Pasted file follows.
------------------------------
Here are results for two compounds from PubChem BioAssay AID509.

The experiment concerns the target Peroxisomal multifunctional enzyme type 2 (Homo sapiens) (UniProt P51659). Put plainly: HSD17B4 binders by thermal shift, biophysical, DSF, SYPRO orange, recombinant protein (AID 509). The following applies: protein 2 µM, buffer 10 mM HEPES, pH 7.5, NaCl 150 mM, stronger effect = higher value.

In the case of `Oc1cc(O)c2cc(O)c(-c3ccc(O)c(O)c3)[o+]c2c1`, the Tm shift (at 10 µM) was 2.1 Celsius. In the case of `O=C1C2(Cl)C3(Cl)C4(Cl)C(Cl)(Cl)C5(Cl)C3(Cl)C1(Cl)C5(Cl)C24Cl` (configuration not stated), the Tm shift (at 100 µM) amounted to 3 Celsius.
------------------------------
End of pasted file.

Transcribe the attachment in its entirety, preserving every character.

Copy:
Here are results for two compounds from PubChem BioAssay AID509.

The experiment concerns the target Peroxisomal multifunctional enzyme type 2 (Homo sapiens) (UniProt P51659). Put plainly: HSD17B4 binders by thermal shift, biophysical, DSF, SYPRO orange, recombinant protein (AID 509). The following applies: protein 2 µM, buffer 10 mM HEPES, pH 7.5, NaCl 150 mM, stronger effect = higher value.

In the case of `Oc1cc(O)c2cc(O)c(-c3ccc(O)c(O)c3)[o+]c2c1`, the Tm shift (at 10 µM) was 2.1 Celsius. In the case of `O=C1C2(Cl)C3(Cl)C4(Cl)C(Cl)(Cl)C5(Cl)C3(Cl)C1(Cl)C5(Cl)C24Cl` (configuration not stated), the Tm shift (at 100 µM) amounted to 3 Celsius.